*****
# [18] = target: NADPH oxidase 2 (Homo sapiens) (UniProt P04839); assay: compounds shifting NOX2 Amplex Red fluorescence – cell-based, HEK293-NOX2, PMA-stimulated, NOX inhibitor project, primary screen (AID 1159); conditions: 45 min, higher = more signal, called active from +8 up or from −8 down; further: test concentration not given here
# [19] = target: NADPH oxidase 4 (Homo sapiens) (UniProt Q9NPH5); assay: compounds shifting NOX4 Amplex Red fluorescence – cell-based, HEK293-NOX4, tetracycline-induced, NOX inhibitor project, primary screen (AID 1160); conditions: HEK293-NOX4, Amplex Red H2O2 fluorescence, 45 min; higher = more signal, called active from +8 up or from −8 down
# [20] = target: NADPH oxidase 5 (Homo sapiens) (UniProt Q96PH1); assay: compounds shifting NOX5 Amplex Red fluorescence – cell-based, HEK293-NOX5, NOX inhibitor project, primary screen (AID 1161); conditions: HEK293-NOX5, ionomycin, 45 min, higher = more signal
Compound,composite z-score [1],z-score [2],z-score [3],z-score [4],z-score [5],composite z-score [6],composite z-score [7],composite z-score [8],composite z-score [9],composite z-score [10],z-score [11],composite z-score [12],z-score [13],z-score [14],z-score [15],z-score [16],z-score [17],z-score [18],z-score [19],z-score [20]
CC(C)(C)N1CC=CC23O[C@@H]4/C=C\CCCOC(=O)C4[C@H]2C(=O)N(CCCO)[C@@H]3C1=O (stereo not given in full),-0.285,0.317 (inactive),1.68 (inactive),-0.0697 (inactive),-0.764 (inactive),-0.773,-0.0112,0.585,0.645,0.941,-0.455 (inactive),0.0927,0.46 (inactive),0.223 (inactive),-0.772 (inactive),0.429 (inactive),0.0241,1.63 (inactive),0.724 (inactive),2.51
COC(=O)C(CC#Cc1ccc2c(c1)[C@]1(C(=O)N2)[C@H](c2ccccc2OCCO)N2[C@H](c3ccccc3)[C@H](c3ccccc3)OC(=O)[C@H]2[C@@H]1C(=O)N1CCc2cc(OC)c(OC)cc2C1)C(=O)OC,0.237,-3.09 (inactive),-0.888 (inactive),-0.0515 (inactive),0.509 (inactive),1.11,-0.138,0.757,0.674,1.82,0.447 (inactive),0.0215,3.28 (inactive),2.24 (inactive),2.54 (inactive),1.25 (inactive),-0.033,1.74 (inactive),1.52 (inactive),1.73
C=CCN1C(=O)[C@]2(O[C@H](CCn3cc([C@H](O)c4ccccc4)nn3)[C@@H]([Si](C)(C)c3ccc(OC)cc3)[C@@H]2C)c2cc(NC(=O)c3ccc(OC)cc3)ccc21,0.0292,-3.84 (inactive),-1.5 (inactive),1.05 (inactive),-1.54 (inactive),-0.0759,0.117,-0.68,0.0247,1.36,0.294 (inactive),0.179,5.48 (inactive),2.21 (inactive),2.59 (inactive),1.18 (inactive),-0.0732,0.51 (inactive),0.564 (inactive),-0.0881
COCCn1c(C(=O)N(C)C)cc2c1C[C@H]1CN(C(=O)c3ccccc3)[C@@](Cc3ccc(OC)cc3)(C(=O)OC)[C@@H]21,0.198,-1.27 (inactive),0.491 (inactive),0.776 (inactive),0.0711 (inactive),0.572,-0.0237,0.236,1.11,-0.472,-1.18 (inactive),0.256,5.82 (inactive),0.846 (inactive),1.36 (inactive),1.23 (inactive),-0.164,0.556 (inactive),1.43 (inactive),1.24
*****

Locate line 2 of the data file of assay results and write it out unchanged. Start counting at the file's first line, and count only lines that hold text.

# [19] = target: NADPH oxidase 4 (Homo sapiens) (UniProt Q9NPH5); assay: compounds shifting NOX4 Amplex Red fluorescence – cell-based, HEK293-NOX4, tetracycline-induced, NOX inhibitor project, primary screen (AID 1160); conditions: HEK293-NOX4, Amplex Red H2O2 fluorescence, 45 min; higher = more signal, called active from +8 up or from −8 down